You know how it is.
Some days, home life is the most important. So we de-weight the rest of our life and take care of cooking, cleaning, sick kids. Other days, work takes on a higher priority and on such days, laundry piles up, the house remains cluttered, the family eats frozen mac and cheese and you shudder at the thought of visitors.
Some days, its your personal landscape, physical, mental, emotional – that takes the priority . You get out of work early and go to that yoga class or that nice long hike, or a soul-opening, mind-bending talk with a friend.
And then there are other days when everything seems just right, just so perfectly balanced that while utterly grateful for such balance, you marvel at the rightness of it, and its elusive quality.
Everybody wants this narrow idea of perfect balance. Everybody tries for a ‘balanced life’, works on their ‘balancing act’. But everyone is dismayed that this balance is so elusive, that we just see glimpses of it. And beat ourselves up that we have lost our balance.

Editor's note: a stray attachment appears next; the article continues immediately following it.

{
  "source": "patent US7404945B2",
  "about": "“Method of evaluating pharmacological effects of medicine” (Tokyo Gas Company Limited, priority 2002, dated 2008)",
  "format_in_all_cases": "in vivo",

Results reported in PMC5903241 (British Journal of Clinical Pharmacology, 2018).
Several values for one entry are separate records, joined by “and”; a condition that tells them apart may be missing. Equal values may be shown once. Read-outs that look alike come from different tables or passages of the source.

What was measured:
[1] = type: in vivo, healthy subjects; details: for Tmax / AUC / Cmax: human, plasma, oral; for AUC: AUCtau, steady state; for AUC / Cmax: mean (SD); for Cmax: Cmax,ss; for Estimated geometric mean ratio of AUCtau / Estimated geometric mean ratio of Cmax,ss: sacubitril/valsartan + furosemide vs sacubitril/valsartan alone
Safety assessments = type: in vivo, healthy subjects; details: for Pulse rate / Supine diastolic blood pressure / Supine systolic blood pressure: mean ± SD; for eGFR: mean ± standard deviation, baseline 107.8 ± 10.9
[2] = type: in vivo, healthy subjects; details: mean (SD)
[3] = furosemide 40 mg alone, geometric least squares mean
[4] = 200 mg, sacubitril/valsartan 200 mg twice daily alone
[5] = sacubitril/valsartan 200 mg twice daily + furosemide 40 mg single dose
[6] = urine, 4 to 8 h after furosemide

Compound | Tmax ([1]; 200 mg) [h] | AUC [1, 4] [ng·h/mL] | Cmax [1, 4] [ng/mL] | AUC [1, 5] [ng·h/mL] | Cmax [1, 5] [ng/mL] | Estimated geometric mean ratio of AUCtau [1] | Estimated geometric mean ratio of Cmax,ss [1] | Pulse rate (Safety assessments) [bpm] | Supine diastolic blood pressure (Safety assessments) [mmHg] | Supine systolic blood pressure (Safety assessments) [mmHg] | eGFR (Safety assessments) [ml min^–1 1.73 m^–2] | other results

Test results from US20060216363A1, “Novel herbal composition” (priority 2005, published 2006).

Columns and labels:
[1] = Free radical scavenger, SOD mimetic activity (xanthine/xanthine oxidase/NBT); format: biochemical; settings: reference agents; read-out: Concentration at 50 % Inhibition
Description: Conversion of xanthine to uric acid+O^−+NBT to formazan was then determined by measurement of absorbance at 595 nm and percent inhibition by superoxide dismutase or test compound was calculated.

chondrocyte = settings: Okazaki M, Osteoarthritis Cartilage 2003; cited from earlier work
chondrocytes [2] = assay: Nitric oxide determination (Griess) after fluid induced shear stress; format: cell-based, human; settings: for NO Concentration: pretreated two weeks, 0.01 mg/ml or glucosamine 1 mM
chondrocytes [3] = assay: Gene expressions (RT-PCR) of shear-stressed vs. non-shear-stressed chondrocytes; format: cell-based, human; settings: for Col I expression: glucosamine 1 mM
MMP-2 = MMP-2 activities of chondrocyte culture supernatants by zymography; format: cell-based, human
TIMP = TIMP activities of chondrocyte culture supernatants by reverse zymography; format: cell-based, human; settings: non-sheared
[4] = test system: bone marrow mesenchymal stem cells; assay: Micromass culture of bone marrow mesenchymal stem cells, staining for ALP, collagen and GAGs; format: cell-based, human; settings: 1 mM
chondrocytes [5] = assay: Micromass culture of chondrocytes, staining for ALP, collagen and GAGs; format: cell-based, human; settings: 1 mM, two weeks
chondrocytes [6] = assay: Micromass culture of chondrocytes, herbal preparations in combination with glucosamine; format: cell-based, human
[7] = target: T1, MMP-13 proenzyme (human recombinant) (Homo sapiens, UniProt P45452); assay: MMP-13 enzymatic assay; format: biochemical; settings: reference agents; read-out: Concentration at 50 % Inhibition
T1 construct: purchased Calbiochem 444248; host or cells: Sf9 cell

And forget that ’tilting’ as Brooke McAlary says, is far more attainable and in my case, satisfying. And sometimes, even profound.
One thing tilting does is to remind us our humanness – we cannot all be exceptional in everything we do and do everything exceptionally al the same time. However we can do one thing exceptionally at any given time!
The other thing tilting teaches us is the long view. As we grow and thrive, we look back and realize that through tilting we have satisfied most of our obligations and duties and needs and goals, with less stress, more joyfully.
And so let us all tilt together and be free of striving for this perfect balance all the time. Let us tilt – crazily sometimes, like a motorcycle taking fast corners , and sometimes steadily like that unicyclist going uphill. And sometimes achieving that state of perfect grace and balance.